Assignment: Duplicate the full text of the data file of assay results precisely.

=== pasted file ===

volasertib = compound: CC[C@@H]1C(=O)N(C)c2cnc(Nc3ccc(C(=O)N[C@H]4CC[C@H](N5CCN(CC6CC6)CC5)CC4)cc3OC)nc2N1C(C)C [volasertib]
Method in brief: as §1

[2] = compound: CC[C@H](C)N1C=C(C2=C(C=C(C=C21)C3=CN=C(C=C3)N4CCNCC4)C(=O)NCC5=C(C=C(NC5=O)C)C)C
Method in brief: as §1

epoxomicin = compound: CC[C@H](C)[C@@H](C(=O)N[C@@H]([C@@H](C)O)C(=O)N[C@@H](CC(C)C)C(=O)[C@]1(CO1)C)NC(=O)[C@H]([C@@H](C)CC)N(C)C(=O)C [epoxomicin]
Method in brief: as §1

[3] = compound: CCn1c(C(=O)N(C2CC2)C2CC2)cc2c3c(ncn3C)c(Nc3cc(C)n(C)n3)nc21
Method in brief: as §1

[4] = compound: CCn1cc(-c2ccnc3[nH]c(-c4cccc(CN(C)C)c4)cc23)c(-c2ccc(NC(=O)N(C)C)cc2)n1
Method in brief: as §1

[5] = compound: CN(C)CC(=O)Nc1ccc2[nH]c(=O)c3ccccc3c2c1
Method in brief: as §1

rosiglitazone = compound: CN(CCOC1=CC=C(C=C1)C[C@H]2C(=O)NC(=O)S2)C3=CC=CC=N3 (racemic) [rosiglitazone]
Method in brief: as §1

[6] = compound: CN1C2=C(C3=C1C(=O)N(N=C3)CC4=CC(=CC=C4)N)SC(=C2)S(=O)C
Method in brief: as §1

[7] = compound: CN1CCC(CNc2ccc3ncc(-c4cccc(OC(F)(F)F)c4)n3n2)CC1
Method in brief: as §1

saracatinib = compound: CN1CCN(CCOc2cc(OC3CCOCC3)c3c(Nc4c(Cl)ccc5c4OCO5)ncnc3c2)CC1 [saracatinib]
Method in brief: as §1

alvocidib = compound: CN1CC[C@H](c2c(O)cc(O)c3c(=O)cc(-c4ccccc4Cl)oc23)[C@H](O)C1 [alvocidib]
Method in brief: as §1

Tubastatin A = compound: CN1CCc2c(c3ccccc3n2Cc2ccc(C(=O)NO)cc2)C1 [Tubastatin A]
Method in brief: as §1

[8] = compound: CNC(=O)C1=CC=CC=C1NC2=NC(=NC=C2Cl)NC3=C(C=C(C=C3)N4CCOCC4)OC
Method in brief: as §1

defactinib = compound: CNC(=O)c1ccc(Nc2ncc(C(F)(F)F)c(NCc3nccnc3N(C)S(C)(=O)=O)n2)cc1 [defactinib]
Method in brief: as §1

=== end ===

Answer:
volasertib = compound: CC[C@@H]1C(=O)N(C)c2cnc(Nc3ccc(C(=O)N[C@H]4CC[C@H](N5CCN(CC6CC6)CC5)CC4)cc3OC)nc2N1C(C)C [volasertib]
Method in brief: as §1

[2] = compound: CC[C@H](C)N1C=C(C2=C(C=C(C=C21)C3=CN=C(C=C3)N4CCNCC4)C(=O)NCC5=C(C=C(NC5=O)C)C)C
Method in brief: as §1

epoxomicin = compound: CC[C@H](C)[C@@H](C(=O)N[C@@H]([C@@H](C)O)C(=O)N[C@@H](CC(C)C)C(=O)[C@]1(CO1)C)NC(=O)[C@H]([C@@H](C)CC)N(C)C(=O)C [epoxomicin]
Method in brief: as §1

[3] = compound: CCn1c(C(=O)N(C2CC2)C2CC2)cc2c3c(ncn3C)c(Nc3cc(C)n(C)n3)nc21
Method in brief: as §1

[4] = compound: CCn1cc(-c2ccnc3[nH]c(-c4cccc(CN(C)C)c4)cc23)c(-c2ccc(NC(=O)N(C)C)cc2)n1
Method in brief: as §1

[5] = compound: CN(C)CC(=O)Nc1ccc2[nH]c(=O)c3ccccc3c2c1
Method in brief: as §1

rosiglitazone = compound: CN(CCOC1=CC=C(C=C1)C[C@H]2C(=O)NC(=O)S2)C3=CC=CC=N3 (racemic) [rosiglitazone]
Method in brief: as §1

[6] = compound: CN1C2=C(C3=C1C(=O)N(N=C3)CC4=CC(=CC=C4)N)SC(=C2)S(=O)C
Method in brief: as §1

[7] = compound: CN1CCC(CNc2ccc3ncc(-c4cccc(OC(F)(F)F)c4)n3n2)CC1
Method in brief: as §1

saracatinib = compound: CN1CCN(CCOc2cc(OC3CCOCC3)c3c(Nc4c(Cl)ccc5c4OCO5)ncnc3c2)CC1 [saracatinib]
Method in brief: as §1

alvocidib = compound: CN1CC[C@H](c2c(O)cc(O)c3c(=O)cc(-c4ccccc4Cl)oc23)[C@H](O)C1 [alvocidib]
Method in brief: as §1

Tubastatin A = compound: CN1CCc2c(c3ccccc3n2Cc2ccc(C(=O)NO)cc2)C1 [Tubastatin A]
Method in brief: as §1

[8] = compound: CNC(=O)C1=CC=CC=C1NC2=NC(=NC=C2Cl)NC3=C(C=C(C=C3)N4CCOCC4)OC
Method in brief: as §1

defactinib = compound: CNC(=O)c1ccc(Nc2ncc(C(F)(F)F)c(NCc3nccnc3N(C)S(C)(=O)=O)n2)cc1 [defactinib]
Method in brief: as §1